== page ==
Turkish President Tayyip Erdogan at a conference. File photo
Turkish President Tayyip Erdogan said on Saturday that he had asked President Vladimir Putin for Russia to step aside in Syria and leave Turkey to deal with Syrian government forces alone, after 34 Turkish soldiers were killed this week.
Government forces, backed by Russian air power, have waged a major assault to capture the northwest province of Idlib, part of the last remaining territory held by rebels backed by Turkey.
Syrian and Russian warplanes on Saturday kept up air strikes on the Idlib city of Saraqeb, the Syrian Observatory war monitor reported. The strategic city sits on a key international roadway and has been a flashpoint of fighting in recent days.
Turkish strikes using drones and smart missiles late on Friday that hit Hezbollah headquarters near Saraqeb killed nine of its members and wounded 30 in one of the bloodiest attacks on the Iran-backed group in Syria, according to a commander in the regional alliance backing Damascus.
The Syrian Observatory said 48 pro-Damascus troops had been killed by Turkish strikes in the past 24 hours.
With diplomacy sponsored by Ankara and Moscow to ease tensions in tatters, Turkey has come closer than ever to confrontation with Russia on the battlefield.
Speaking in Istanbul, Erdogan said he had told Putin in a phone call to stand aside and let Turkey "do what is necessary" with the Syrian government. He said Turkey does not intend to leave Syria right now.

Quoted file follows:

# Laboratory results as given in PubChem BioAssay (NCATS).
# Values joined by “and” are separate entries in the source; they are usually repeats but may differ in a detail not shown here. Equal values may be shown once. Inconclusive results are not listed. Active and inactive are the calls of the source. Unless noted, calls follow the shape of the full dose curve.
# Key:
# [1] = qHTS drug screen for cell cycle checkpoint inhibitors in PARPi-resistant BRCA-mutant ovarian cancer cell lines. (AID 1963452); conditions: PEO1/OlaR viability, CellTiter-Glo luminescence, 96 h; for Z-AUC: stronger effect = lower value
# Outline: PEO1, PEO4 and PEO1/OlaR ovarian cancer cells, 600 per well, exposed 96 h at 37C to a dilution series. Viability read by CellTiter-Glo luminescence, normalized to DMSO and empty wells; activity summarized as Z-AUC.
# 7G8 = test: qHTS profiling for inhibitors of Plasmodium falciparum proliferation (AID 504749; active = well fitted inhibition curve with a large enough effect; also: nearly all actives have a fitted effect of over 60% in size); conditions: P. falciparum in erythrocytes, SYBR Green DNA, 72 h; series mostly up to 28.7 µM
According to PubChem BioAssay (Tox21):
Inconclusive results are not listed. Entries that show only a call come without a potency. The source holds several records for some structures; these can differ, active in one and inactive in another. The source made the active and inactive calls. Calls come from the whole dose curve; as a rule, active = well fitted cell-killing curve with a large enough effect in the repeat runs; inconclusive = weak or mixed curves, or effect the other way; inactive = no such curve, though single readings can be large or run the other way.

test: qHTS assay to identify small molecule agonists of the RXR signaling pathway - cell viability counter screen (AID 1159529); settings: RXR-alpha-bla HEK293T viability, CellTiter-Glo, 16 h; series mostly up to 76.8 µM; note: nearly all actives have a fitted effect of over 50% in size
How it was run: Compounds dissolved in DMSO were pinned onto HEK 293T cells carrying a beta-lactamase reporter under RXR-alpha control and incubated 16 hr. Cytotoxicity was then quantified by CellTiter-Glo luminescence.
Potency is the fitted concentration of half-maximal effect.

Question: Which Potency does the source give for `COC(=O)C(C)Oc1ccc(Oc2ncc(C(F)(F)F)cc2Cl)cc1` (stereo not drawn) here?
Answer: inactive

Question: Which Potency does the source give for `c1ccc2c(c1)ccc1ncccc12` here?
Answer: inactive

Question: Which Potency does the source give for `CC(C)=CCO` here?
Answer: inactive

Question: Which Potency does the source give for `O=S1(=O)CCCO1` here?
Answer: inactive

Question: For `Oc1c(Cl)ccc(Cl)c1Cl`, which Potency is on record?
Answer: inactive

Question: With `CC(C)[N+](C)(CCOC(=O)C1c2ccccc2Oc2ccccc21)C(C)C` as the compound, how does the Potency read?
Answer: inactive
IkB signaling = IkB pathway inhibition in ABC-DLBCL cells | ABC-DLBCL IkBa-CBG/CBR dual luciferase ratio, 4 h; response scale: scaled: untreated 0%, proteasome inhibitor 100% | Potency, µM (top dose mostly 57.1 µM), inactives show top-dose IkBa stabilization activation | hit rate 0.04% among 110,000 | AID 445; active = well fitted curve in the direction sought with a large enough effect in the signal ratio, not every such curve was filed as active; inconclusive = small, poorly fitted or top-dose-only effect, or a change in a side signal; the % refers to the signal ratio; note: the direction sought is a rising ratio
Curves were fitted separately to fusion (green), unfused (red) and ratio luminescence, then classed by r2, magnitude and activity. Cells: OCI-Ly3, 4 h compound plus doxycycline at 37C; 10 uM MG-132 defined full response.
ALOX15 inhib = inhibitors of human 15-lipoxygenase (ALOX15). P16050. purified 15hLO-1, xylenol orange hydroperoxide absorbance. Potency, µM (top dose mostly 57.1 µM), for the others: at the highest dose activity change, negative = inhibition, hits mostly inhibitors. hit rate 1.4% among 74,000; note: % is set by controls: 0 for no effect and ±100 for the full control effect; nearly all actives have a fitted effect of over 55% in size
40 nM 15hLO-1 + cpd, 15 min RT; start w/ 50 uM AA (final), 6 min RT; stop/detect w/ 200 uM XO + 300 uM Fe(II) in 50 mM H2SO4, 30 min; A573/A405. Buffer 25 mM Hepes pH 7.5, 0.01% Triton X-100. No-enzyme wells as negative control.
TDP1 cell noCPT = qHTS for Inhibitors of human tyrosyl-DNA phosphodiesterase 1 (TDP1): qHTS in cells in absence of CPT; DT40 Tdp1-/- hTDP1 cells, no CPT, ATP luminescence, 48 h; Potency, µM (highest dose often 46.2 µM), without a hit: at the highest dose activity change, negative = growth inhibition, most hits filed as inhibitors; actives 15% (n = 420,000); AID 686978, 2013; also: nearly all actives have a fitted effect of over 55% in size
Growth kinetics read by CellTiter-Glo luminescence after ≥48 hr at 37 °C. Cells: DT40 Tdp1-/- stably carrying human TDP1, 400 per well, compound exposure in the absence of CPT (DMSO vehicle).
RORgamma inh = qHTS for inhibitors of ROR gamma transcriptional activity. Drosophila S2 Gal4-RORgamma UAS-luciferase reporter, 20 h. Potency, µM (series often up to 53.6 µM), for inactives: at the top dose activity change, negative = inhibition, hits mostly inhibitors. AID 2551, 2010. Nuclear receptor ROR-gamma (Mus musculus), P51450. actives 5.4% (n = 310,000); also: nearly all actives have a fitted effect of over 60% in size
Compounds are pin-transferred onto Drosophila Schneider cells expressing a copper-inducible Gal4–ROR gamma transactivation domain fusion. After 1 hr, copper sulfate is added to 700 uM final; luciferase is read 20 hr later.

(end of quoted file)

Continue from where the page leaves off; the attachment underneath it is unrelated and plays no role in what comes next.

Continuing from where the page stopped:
"We did not go there because we were invited by (Syrian President Bashar Al Assad). We went there because we were invited by the people of Syria. We don't intend to leave before the people of Syria say, 'Okay, this is done,'" Erdogan added.
As tensions rose, Russia and Turkey have held three rounds of talks, the first two of which did not yield a ceasefire.
Russia's Foreign Ministry said on Saturday that the two sides agreed in this week's talks to reduce tensions on the ground in Idlib while continuing military action there.
A five-day pause in Turkey's cross-border military offensive to allow the withdrawal of Kurdish YPG fighters from the border area expires at 10 pm (1900 GMT) on Tuesday.
Turkish President Recep Tayyip Erdogan wants Syrian government forces to move out of areas near the Turkish border so he can resettle up to 2 million refugees there, his spokesman told the media Press on Saturday.
A Russia-backed Syrian offensive to regain control over Idlib — the last opposition-controlled region in the country — has pushed nearly a million Syrians toward Turkey.
Naseri Paul Biya, the governor of the central region of Cameroon, said there could be more deaths. "We are not in position to give you the total number of casualties,” he said.
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